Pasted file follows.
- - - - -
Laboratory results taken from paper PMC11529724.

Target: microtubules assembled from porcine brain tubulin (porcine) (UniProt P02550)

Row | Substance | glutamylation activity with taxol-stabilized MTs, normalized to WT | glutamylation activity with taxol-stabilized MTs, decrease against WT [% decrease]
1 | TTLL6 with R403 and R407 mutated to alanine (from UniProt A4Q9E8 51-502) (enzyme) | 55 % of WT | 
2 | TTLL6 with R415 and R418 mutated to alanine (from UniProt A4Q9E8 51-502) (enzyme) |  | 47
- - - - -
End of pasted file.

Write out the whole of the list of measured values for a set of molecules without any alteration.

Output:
Laboratory results taken from paper PMC11529724.

Target: microtubules assembled from porcine brain tubulin (porcine) (UniProt P02550)

Row | Substance | glutamylation activity with taxol-stabilized MTs, normalized to WT | glutamylation activity with taxol-stabilized MTs, decrease against WT [% decrease]
1 | TTLL6 with R403 and R407 mutated to alanine (from UniProt A4Q9E8 51-502) (enzyme) | 55 % of WT | 
2 | TTLL6 with R415 and R418 mutated to alanine (from UniProt A4Q9E8 51-502) (enzyme) |  | 47